I try to follow what is happening. (Certainly not through television.) It’s not easy, because so much is happening, on so many levels. Plus, I have a life to live, a job to do, friends to devote time to, problems to solve, a family to be a part of, a personal life to maintain, characters to breathe life to, one day.
Here is a list of what I know has happened in the past two weeks:
- A bomb was planted in a busy shopping centre, on a Sunday, when shops were closed. A phone call was made to the police, police went in and found the bomb, no harm done. Afterwards, a very long statement was published, explaining the reasons behind the planting of the bomb in that particular place and at that particular time. For the most part, that statement made a lot of sense to me.
- A Senegalese illegal immigrant, chased by municipal police, jumped off a bridge and onto the rail tracks and died.
- A former colleague of mine who suffered from terminal cancer, requested that instead of wreathes, which is what people usually buy at funerals, people would contribute to a social medical centre in a southern suburb. With the collapse of our health system, a lot of people rely on these volunteer medical services for healthcare.
- The law that was recently passed in Parliament, which finally allowed children born to immigrants in Greece to be given the Greek nationality, much to the fascist party’s delight, was somehow declared ‘anti constitutional’.
- Four men, in their early twenties, were arrested after having robbed two banks and kidnapped a man. They had guns, but had used no force. Police beat them to a pulp while they were in custody and then digitally processed their photographs, so that their faces would be ‘recognizable’. The four men are self proclaimed anarchists and are strongly supported by their families. One of them was with Alexis Grigoropoulos, the 15-year old student who he was murdered by two police officers in 2008, when he was shot.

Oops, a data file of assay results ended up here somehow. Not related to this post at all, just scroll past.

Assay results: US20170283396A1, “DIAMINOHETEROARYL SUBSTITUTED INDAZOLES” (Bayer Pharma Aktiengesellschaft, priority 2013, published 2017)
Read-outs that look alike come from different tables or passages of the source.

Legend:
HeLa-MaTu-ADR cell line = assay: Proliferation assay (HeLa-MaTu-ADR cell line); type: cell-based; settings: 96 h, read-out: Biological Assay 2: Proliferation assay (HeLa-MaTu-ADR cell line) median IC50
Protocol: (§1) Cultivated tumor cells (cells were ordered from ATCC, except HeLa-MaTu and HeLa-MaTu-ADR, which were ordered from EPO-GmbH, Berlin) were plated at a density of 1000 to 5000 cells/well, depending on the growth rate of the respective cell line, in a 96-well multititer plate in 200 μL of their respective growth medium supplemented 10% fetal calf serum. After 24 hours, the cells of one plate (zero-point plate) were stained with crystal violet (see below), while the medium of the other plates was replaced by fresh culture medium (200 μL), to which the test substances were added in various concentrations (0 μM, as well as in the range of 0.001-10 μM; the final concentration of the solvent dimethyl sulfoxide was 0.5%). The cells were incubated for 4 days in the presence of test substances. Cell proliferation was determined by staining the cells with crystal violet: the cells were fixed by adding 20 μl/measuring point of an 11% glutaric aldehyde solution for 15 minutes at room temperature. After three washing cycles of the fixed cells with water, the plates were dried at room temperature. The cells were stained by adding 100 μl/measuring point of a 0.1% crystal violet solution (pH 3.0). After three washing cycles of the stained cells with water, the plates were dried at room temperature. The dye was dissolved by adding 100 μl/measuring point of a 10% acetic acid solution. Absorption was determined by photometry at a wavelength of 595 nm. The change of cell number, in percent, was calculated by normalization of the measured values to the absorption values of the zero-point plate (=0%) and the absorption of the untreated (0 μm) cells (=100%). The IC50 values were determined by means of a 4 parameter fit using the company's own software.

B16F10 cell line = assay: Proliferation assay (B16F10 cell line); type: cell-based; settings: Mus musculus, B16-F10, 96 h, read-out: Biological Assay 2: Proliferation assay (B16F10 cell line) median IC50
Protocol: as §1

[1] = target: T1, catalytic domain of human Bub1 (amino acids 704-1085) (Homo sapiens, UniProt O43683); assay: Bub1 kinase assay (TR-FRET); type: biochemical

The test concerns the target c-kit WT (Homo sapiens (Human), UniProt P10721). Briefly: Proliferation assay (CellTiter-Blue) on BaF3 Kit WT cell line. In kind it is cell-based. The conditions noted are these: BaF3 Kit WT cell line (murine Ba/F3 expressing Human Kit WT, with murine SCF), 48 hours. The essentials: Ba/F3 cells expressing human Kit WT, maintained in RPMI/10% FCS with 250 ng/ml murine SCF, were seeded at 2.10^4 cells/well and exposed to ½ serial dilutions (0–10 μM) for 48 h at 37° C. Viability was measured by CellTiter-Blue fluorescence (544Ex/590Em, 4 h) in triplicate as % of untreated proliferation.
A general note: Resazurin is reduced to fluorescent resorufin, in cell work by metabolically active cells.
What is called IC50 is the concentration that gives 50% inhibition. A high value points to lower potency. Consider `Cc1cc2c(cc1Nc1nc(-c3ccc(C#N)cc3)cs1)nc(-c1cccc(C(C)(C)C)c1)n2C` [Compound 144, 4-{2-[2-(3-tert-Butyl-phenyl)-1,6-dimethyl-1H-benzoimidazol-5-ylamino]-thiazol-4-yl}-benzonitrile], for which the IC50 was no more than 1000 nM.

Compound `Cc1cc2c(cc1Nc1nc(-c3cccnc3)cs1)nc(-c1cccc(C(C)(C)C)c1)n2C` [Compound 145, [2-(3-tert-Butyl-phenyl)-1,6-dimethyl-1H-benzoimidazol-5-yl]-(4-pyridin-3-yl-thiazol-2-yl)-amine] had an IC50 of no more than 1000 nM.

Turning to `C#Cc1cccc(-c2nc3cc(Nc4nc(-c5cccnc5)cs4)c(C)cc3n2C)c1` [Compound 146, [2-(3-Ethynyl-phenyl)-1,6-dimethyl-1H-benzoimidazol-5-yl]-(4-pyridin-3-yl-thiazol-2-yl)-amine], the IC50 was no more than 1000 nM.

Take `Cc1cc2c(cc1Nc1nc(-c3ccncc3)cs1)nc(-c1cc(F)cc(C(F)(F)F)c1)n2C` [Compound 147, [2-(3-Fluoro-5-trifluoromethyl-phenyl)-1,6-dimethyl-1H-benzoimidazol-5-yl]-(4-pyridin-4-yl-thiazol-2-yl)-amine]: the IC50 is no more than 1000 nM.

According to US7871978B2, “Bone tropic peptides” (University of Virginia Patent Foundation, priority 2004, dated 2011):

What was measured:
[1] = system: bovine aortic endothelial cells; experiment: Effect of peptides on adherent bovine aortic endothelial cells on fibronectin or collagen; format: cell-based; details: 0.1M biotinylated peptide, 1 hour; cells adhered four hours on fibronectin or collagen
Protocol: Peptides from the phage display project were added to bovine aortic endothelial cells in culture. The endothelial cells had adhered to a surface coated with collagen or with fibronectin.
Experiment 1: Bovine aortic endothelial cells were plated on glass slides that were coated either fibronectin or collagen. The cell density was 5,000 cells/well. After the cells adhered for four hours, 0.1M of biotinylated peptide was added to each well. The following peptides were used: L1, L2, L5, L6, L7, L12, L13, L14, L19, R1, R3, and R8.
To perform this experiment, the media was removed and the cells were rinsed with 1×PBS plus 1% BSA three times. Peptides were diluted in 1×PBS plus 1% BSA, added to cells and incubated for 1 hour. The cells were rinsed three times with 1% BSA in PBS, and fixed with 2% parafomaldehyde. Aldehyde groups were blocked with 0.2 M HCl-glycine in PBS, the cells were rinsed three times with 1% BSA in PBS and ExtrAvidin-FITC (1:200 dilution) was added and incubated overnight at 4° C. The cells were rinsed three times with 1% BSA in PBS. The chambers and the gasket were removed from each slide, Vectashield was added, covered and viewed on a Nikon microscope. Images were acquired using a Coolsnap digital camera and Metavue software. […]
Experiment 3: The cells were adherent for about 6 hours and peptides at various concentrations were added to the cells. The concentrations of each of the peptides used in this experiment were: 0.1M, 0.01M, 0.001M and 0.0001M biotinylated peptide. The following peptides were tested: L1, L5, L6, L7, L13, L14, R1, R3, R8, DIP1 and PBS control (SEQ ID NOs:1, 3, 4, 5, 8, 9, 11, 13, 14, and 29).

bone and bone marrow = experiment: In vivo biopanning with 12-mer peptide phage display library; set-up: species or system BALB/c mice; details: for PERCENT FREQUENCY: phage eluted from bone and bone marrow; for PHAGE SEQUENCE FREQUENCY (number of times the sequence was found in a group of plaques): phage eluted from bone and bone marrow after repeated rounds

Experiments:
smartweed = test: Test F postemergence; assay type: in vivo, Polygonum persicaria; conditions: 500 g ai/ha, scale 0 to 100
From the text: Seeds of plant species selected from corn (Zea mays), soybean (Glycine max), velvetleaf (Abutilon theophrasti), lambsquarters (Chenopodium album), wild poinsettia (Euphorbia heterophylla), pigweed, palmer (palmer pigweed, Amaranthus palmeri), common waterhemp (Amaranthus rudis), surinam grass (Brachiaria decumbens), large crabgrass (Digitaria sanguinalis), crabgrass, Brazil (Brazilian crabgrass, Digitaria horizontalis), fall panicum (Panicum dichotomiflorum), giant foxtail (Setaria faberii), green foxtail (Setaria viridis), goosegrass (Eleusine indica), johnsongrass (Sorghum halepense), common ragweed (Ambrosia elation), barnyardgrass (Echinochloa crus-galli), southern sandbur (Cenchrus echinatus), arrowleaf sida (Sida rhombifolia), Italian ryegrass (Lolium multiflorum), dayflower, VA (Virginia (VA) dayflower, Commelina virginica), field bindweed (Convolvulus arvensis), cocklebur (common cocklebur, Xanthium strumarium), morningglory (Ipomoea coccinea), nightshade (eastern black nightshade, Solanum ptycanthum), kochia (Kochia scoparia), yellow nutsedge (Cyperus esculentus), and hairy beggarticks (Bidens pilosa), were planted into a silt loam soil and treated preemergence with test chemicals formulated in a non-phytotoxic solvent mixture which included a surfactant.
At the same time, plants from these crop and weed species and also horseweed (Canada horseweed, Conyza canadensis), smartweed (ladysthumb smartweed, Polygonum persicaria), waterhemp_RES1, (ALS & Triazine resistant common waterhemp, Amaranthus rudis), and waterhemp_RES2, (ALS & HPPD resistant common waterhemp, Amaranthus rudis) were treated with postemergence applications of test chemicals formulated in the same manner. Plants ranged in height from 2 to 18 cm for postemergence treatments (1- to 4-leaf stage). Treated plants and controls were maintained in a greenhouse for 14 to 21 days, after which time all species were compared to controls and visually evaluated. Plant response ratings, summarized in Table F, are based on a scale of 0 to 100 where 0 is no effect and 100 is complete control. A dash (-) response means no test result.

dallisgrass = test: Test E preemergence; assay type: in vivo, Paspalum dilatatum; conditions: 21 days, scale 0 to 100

- Greek farmers handed out their produce to a huge crowd of desperate citizens, as a form of demonstration. In the chaos caused by the crowd pushing to get to the free food, a man was injured. This is the photo that was published in The Guardian. How does this make you feel?
Would I be as hot blooded if I was in my early twenties as those four men are? (Oh, can I call them boys? They look like boys.) I’m tempted to admit that I would, or I hope I would. So what has happened to me now? Is it just an age thing? Am I too old for this? (I don’t mean for robbing banks, I mean for actively attacking a system that I loathe, the darkness that is befalling our lives.) I keep reading comments like ‘it’s a shame that these young men felt they had to resort to violence to be heard’. ‘Violence does not solve anything’. Well, what does? Apathy? Writing a blog? Sharing articles on facebook?
I was talking to my father about this and he seemed really sad. We had both recently seen a play, 'The Good Person of Szechwan', and were discussing the point where a character blatantly addressing the audience, urges them to revolt. That really excited me, but my dad was around during violent times in history, he has seen the country torn in two more than once and he’s lived long enough to have seen that it was all in vain. He is waiting patiently for this to pass. ‘We have money to pay the taxes, heat the house, live well, for another year’, he reassures me. It’s his way of trying to instill in me a sense of safety in these very unpredictable and hostile times. And I love him dearly for that. But even so, I can't stop hoping and yearning for a revolution. It's pretty obvious I won't be the one leading it. The twenty-year-olds will. But I swear, I will be right beside them. Because I haven't had my share of violent times and although my faith in almost everything I've ever believed in has had its blows, I am still young and I refuse to be disillusioned. Not just yet.